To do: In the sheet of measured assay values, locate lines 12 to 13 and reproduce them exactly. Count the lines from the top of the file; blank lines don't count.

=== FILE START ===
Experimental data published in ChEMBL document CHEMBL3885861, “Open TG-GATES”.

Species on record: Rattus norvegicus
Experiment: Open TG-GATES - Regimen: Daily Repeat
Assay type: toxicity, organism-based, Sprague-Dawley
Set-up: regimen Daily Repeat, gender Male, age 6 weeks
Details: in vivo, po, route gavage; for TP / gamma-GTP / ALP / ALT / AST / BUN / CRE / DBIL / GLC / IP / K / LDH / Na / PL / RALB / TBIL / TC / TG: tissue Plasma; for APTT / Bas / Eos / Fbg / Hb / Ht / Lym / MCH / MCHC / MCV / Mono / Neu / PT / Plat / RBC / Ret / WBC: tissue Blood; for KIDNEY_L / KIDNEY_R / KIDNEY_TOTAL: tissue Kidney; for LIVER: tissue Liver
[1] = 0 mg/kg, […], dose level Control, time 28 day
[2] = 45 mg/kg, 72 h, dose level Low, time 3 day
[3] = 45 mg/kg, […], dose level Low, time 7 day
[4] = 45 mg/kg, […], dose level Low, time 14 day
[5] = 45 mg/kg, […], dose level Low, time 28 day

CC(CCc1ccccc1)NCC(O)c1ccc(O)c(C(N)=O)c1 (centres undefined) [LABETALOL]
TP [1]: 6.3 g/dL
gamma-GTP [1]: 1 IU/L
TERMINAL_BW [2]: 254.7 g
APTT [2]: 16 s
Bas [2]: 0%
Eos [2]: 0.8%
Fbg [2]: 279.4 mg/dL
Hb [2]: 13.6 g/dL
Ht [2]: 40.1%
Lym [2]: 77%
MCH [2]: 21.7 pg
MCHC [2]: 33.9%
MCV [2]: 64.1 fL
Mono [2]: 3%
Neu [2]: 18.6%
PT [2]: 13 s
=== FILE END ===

CC(CCc1ccccc1)NCC(O)c1ccc(O)c(C(N)=O)c1 (centres undefined) [LABETALOL]
TP [1]: 6.3 g/dL